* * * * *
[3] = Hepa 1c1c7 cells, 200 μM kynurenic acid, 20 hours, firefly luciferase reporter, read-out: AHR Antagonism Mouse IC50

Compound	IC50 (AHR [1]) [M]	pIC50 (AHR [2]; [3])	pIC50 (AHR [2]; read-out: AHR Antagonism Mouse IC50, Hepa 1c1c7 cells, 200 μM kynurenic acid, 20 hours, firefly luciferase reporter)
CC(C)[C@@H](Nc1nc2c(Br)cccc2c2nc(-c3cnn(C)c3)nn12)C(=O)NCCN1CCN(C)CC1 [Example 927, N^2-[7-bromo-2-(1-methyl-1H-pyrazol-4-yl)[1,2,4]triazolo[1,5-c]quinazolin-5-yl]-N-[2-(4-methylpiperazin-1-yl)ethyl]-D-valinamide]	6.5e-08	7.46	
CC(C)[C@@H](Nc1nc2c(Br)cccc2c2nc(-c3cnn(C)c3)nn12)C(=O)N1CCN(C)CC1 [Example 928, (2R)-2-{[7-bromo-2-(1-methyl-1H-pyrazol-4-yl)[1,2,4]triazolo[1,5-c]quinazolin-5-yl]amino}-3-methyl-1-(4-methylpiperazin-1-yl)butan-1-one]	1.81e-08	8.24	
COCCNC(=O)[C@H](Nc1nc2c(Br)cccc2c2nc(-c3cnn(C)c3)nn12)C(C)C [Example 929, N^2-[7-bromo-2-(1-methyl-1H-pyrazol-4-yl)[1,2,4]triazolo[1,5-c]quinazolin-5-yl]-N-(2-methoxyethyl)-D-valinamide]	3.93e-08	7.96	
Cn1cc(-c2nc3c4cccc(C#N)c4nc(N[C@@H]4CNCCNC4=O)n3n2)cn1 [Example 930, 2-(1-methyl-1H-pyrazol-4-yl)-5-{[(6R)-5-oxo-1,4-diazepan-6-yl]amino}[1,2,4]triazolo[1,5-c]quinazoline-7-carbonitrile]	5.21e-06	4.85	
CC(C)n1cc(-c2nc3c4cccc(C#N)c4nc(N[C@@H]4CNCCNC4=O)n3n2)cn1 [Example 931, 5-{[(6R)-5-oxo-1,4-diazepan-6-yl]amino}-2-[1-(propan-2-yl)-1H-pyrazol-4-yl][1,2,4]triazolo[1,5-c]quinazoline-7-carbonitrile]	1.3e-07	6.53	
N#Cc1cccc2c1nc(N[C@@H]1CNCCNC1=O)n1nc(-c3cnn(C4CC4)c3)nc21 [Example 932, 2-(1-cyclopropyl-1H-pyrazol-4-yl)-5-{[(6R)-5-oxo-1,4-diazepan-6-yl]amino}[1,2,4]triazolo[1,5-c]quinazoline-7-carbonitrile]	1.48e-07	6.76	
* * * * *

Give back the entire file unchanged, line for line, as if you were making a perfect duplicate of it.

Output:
[3] = Hepa 1c1c7 cells, 200 μM kynurenic acid, 20 hours, firefly luciferase reporter, read-out: AHR Antagonism Mouse IC50

Compound	IC50 (AHR [1]) [M]	pIC50 (AHR [2]; [3])	pIC50 (AHR [2]; read-out: AHR Antagonism Mouse IC50, Hepa 1c1c7 cells, 200 μM kynurenic acid, 20 hours, firefly luciferase reporter)
CC(C)[C@@H](Nc1nc2c(Br)cccc2c2nc(-c3cnn(C)c3)nn12)C(=O)NCCN1CCN(C)CC1 [Example 927, N^2-[7-bromo-2-(1-methyl-1H-pyrazol-4-yl)[1,2,4]triazolo[1,5-c]quinazolin-5-yl]-N-[2-(4-methylpiperazin-1-yl)ethyl]-D-valinamide]	6.5e-08	7.46	
CC(C)[C@@H](Nc1nc2c(Br)cccc2c2nc(-c3cnn(C)c3)nn12)C(=O)N1CCN(C)CC1 [Example 928, (2R)-2-{[7-bromo-2-(1-methyl-1H-pyrazol-4-yl)[1,2,4]triazolo[1,5-c]quinazolin-5-yl]amino}-3-methyl-1-(4-methylpiperazin-1-yl)butan-1-one]	1.81e-08	8.24	
COCCNC(=O)[C@H](Nc1nc2c(Br)cccc2c2nc(-c3cnn(C)c3)nn12)C(C)C [Example 929, N^2-[7-bromo-2-(1-methyl-1H-pyrazol-4-yl)[1,2,4]triazolo[1,5-c]quinazolin-5-yl]-N-(2-methoxyethyl)-D-valinamide]	3.93e-08	7.96	
Cn1cc(-c2nc3c4cccc(C#N)c4nc(N[C@@H]4CNCCNC4=O)n3n2)cn1 [Example 930, 2-(1-methyl-1H-pyrazol-4-yl)-5-{[(6R)-5-oxo-1,4-diazepan-6-yl]amino}[1,2,4]triazolo[1,5-c]quinazoline-7-carbonitrile]	5.21e-06	4.85	
CC(C)n1cc(-c2nc3c4cccc(C#N)c4nc(N[C@@H]4CNCCNC4=O)n3n2)cn1 [Example 931, 5-{[(6R)-5-oxo-1,4-diazepan-6-yl]amino}-2-[1-(propan-2-yl)-1H-pyrazol-4-yl][1,2,4]triazolo[1,5-c]quinazoline-7-carbonitrile]	1.3e-07	6.53	
N#Cc1cccc2c1nc(N[C@@H]1CNCCNC1=O)n1nc(-c3cnn(C4CC4)c3)nc21 [Example 932, 2-(1-cyclopropyl-1H-pyrazol-4-yl)-5-{[(6R)-5-oxo-1,4-diazepan-6-yl]amino}[1,2,4]triazolo[1,5-c]quinazoline-7-carbonitrile]	1.48e-07	6.76	